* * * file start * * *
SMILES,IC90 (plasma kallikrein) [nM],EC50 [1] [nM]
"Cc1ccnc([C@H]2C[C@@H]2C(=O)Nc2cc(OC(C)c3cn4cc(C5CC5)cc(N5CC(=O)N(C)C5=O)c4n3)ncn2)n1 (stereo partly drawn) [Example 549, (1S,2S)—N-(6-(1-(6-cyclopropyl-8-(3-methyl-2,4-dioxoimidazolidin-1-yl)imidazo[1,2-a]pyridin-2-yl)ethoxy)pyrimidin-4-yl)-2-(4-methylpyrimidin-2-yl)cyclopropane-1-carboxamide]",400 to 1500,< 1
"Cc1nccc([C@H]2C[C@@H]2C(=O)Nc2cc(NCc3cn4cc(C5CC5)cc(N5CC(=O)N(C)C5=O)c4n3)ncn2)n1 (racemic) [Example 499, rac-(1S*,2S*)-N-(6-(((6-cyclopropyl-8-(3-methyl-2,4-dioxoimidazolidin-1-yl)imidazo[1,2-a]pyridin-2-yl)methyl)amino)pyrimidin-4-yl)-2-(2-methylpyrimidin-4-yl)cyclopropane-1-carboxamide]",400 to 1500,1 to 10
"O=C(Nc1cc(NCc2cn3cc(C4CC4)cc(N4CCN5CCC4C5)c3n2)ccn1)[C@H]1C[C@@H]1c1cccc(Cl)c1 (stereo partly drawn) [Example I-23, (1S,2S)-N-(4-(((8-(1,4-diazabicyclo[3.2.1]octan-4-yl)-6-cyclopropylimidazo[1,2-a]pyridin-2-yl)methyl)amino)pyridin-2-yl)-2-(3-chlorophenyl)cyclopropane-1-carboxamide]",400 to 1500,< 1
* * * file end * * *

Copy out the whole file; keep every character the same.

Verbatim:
SMILES,IC90 (plasma kallikrein) [nM],EC50 [1] [nM]
"Cc1ccnc([C@H]2C[C@@H]2C(=O)Nc2cc(OC(C)c3cn4cc(C5CC5)cc(N5CC(=O)N(C)C5=O)c4n3)ncn2)n1 (stereo partly drawn) [Example 549, (1S,2S)—N-(6-(1-(6-cyclopropyl-8-(3-methyl-2,4-dioxoimidazolidin-1-yl)imidazo[1,2-a]pyridin-2-yl)ethoxy)pyrimidin-4-yl)-2-(4-methylpyrimidin-2-yl)cyclopropane-1-carboxamide]",400 to 1500,< 1
"Cc1nccc([C@H]2C[C@@H]2C(=O)Nc2cc(NCc3cn4cc(C5CC5)cc(N5CC(=O)N(C)C5=O)c4n3)ncn2)n1 (racemic) [Example 499, rac-(1S*,2S*)-N-(6-(((6-cyclopropyl-8-(3-methyl-2,4-dioxoimidazolidin-1-yl)imidazo[1,2-a]pyridin-2-yl)methyl)amino)pyrimidin-4-yl)-2-(2-methylpyrimidin-4-yl)cyclopropane-1-carboxamide]",400 to 1500,1 to 10
"O=C(Nc1cc(NCc2cn3cc(C4CC4)cc(N4CCN5CCC4C5)c3n2)ccn1)[C@H]1C[C@@H]1c1cccc(Cl)c1 (stereo partly drawn) [Example I-23, (1S,2S)-N-(4-(((8-(1,4-diazabicyclo[3.2.1]octan-4-yl)-6-cyclopropylimidazo[1,2-a]pyridin-2-yl)methyl)amino)pyridin-2-yl)-2-(3-chlorophenyl)cyclopropane-1-carboxamide]",400 to 1500,< 1